Thanks to The Tennessee Republican Party for the heads up of this story from the Tennessean. Hey, Governor Phillip with close associates like this, you surely don’t need all the enemies that you do have.
Top official: Bredesen knew about cronyism, didn’t act
‘We had been busy with other things,’ Goetz says about THP
By TRENT SEIBERT
Gov. Phil Bredesen knew of the deep-seated problems of cronyism and politics in the Tennessee Highway Patrol some time ago but was focused on other issues, one of the governor’s top lieutenants said in a radio interview yesterday.
Dave Goetz, state commissioner of finance and administration, appeared to lay blame for the problems in the patrol with former Safety Commissioner Fred Phillips, who was ousted last week.
Cronyism “had been accepted as part of the culture there, and we had been busy with other things,” Goetz said in response to questions from talk show host Steve Gill on WWTN-FM 99.7. “And I’ll just have to take the blame for that. But we had relied on the commissioner and the staff there to clean these things up, and frankly, there had been multiple conversations over a period of time saying, ‘You need to straighten these things out,’ and they weren’t straightened out.”
Goetz later backed off those statements in an interview with The Tennessean: “I think I probably misspoke a little bit there,” during the quick-paced banter with Gill, he said.
Bredesen, who has spent much of the past 12 months dealing with the overhaul of the TennCare health insurance program, was not available for comment late yesterday, spokeswoman Lydia Lenker said.
The governor, who appointed Phillips as his safety commissioner in 2003, launched an effort last week to overhaul the THP, including sweeping out the upper management of the Safety Department. “It is not a pretty picture,” the governor said a week ago yesterday after a review of the THP by the Tennessee Bureau of Investigation and some of his top staff from the Personnel Department.
But Goetz’s statements on the morning radio show also jibe with Bredesen’s comments in recent months, suggesting that the governor knew — at least, in general — about problems in the Safety Department as far back as August and pledged then to find a fix.
“We need to professionalize the department,” Bredesen said in an August interview. “We need especially to treat young people in the department in a way that they think the way they get ahead is to do a good job as opposed to making friendships. And I’m headed in that direction.”
That same month, the administration halted a round of THP promotions, fearing allegations of favoritism and political influence raised in The Tennessean.
Then, in November, the newspaper reported that two-thirds of THP promotions under Bredesen’s administration went to officers who gave money to his campaign, or had family members or political patrons who did. And more than half in that group were promoted, although they were competing against officers with higher promotion scores.
Phillips and Pitts signed off on the agency’s promotions, state records indicate.
Bredesen was quoted in a Nov. 15 story saying he would look into the allegations.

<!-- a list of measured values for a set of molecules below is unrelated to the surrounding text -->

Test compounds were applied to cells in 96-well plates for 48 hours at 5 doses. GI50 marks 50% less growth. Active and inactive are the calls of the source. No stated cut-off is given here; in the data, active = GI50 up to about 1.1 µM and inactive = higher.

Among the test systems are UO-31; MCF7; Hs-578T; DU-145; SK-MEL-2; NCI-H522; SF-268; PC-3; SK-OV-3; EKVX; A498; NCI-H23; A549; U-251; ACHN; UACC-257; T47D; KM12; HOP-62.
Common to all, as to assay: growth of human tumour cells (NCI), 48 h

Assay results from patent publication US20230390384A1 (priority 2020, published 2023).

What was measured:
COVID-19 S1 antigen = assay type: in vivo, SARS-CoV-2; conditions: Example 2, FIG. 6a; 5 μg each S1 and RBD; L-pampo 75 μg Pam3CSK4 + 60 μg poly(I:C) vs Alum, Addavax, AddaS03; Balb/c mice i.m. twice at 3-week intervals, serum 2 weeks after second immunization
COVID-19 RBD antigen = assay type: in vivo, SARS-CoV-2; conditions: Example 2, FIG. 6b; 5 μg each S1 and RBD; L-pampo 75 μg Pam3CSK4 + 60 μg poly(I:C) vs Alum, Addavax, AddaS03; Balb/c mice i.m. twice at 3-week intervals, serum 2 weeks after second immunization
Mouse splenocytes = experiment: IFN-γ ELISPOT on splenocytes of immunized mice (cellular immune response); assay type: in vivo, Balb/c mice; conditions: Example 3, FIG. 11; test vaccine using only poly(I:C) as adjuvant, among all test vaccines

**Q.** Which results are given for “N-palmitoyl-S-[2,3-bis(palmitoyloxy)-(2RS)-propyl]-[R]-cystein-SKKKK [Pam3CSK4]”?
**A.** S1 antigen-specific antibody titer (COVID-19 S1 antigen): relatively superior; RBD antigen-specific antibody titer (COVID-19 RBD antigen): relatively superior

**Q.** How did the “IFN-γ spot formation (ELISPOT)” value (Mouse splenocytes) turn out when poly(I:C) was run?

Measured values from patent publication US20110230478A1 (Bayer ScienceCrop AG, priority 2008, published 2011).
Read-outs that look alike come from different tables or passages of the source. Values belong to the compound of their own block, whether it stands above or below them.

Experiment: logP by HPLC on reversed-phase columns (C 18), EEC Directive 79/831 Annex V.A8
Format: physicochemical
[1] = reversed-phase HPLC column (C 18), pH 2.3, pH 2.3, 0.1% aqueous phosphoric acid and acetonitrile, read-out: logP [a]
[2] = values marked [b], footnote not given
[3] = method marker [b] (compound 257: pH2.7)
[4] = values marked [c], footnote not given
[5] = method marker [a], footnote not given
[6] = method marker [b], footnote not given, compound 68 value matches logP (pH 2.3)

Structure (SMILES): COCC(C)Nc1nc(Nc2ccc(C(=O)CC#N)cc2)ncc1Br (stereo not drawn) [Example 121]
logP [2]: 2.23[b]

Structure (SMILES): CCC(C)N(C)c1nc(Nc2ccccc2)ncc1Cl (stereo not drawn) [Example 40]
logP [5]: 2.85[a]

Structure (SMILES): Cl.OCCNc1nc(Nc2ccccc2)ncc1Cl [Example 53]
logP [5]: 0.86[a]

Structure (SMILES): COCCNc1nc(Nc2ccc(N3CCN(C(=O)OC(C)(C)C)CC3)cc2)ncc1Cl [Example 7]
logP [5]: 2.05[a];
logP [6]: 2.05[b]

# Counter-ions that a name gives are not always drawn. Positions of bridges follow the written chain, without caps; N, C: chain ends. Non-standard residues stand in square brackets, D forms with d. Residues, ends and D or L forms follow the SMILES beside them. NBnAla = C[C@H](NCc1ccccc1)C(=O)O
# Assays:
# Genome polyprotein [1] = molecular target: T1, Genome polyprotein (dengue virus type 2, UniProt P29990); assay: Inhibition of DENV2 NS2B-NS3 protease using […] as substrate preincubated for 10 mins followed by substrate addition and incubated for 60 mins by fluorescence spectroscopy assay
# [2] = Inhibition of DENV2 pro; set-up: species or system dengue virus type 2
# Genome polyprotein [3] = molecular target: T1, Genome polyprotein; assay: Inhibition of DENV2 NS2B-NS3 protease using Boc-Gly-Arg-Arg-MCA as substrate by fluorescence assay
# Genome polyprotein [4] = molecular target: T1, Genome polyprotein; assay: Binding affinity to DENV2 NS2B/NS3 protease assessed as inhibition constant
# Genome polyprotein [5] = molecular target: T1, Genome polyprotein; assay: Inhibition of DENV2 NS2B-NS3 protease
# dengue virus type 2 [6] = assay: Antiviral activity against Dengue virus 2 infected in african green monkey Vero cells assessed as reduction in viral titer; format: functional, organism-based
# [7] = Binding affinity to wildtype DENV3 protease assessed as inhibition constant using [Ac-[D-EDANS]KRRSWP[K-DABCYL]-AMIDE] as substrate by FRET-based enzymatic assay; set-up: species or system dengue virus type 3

Later in the month, Bredesen ordered another look at the agency when reports showed that dozens of officers with criminal backgrounds were on the Highway Patrol.
Bredesen last week forced the resignation of Phillips and replaced him with a longtime ally, Transportation Commissioner Gerald Nicely, who will serve a 60-day stint with Safety.
In his interview with The Tennessean late yesterday, Goetz said he was not part of any conversation between Bredesen and Phillips, and that Bredesen gave Phillips the same marching orders the governor gave all his Cabinet members when he appointed them. He said the governor only learned of specific problems in the THP in recent months.
“My understanding was, the governor looked at Fred a year and a half ago, before we knew about all of the things that have come out in the last six months, and said, ‘Look, this is your department to run, and I want you to straighten out any things that need straightening out,’ ” Goetz said. “Obviously that didn’t occur. It’s not that we knew that these problems that have come out in the last few months were going on and we didn’t deal with them.”
Phillips could not be reached for comment yesterday. There was no answer at a phone number listed for his home in Washington County, where Phillips is from and where he ran Bredesen’s 2002 gubernatorial campaign.
Bredesen tapped Goetz to “straighten out” the Safety Department in late November, before Phillips resigned, Goetz said. That’s when Goetz started researching private consulting firms with outside law enforcement experience to give a hard, outsider’s look at how the THP runs.
The governor and his aides ultimately realized that “this isn’t working” with Phillips and then recruited Nicely, according to Goetz.
Working with other top officials, Goetz chose New York-based Kroll Inc. as the outside consultant. That firm has played key roles in reforming the Los Angeles and Detroit police departments and helped implement big changes in the Pennsylvania State Police after a sex-harassment scandal.
“We were going to bring in this external help and see if Commissioner Phillips couldn’t straighten it out,” Goetz said.